SIEM REAP, Cambodia (AP) — A group of 15 Ukrainian sappers wrapped up a week of training in Cambodia on Friday, where experts clearing minefields in one of the world’s most polluted countries shared their experiences with relative newcomers to the dangerous job. .
Cambodia is still strewn with landmines from three decades of war and internal conflict that ended in 1998, while the problem in Ukraine is fresh after the Russian invasion last year.
Ukrainian sapper Stanislav Kulikyuski told reporters that his team is grateful for the preparation, saying that 64 sappers have already been injured and 13 died in the line of duty at home.
“It’s a very difficult situation,” he said.
In its 2022 report, the non-governmental organization Landmine Monitor listed Cambodia and Ukraine among nine countries with “massive” mine contamination, meaning they had more than 100 square kilometers (38.6 square miles) of cleared fields.
Kulikiwski said that the main challenge for Ukrainian sappers was the scale of the work, but it was very important to ensure that all mines were cleared before people returned to villages and farms.
“This is a prerequisite for recovery,” he said.
Cambodian sappers are among the most skilled in the world, and over the past decade, several thousand of them have been sent to work in Africa and the Middle East under the auspices of the United Nations.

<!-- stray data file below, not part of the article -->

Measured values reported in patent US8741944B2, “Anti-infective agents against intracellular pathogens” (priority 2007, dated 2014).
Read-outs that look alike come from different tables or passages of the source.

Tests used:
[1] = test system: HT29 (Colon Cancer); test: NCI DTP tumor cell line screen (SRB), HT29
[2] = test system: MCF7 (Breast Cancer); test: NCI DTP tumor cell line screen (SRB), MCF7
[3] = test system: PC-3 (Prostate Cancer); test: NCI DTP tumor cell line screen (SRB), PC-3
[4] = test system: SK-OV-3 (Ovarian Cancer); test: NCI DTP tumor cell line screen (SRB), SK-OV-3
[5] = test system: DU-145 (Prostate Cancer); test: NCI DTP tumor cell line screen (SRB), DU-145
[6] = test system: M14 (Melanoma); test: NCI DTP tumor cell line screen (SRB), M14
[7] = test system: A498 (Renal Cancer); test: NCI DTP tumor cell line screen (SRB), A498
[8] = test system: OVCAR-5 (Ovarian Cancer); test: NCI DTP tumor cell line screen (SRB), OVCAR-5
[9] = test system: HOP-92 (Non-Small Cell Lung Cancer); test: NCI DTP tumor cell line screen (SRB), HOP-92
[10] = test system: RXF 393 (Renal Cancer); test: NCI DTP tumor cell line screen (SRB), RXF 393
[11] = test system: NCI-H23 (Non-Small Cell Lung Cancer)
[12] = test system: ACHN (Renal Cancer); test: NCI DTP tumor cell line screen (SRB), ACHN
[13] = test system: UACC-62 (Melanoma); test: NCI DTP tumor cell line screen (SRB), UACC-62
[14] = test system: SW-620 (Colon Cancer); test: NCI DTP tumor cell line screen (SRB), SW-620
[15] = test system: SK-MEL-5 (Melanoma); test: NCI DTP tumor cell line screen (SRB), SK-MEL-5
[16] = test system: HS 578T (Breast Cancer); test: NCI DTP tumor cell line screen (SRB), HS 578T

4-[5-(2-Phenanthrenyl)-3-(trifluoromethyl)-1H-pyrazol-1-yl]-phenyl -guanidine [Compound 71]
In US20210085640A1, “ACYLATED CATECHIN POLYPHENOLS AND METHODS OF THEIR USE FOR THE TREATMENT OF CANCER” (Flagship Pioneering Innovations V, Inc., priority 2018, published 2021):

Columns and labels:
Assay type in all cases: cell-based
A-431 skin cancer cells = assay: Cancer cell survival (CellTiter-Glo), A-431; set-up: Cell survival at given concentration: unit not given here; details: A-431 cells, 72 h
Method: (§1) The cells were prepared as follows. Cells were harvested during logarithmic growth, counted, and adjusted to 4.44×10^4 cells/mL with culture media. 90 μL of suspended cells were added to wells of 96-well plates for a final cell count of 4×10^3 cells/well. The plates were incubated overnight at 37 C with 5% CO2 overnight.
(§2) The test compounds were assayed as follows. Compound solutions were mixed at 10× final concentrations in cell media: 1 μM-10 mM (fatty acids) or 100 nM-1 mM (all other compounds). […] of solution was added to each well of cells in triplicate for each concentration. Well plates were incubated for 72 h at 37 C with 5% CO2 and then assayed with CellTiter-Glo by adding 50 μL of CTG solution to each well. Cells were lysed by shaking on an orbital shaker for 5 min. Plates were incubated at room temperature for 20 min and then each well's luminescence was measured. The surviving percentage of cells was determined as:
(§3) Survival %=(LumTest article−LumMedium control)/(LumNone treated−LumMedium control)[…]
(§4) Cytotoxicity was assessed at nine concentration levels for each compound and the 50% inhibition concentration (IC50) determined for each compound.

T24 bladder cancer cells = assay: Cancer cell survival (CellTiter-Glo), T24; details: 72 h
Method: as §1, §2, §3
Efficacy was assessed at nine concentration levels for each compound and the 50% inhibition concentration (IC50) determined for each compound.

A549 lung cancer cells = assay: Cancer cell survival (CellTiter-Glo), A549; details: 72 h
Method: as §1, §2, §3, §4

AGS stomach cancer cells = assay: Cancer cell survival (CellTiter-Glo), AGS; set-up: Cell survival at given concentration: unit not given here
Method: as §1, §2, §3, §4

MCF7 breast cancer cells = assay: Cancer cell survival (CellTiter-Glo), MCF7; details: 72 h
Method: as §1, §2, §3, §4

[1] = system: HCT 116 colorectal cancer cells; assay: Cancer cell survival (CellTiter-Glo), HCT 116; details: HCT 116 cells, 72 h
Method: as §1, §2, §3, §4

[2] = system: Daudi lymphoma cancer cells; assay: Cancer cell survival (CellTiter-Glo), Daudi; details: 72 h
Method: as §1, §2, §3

The Ukrainian team has been at various sites for the past week, learning how to use an advanced Japanese mine detector known as the Advanced Landmine Imaging System.
On Friday, the group visited a museum dedicated to explaining the various landmines and unexploded ordnance found in Cambodia, and then took part in hands-on activities at a nearby site.
They conclude their journey on Saturday with a training day off to visit Cambodia’s famous Angkor Wat temple complex before returning home.
Training will continue, but with regular video conferences, and a team of three to five Cambodian experts will travel to Poland in April to train more Ukrainians, said Umm Phumro, deputy secretary general of the Cambodian Mine Action Center, a government agency. which oversees the clearance of mines and unexploded ordnance in the country.
He said Cambodia is also providing Ukraine with experienced sniffer dogs and training them on how to use them to detect mines.
“Our sappers have about 30 years of demining experience, and we have trained many countries,” he said. “Today we are proud to be training Ukrainian sappers.”
____ Rising reports from Bangkok.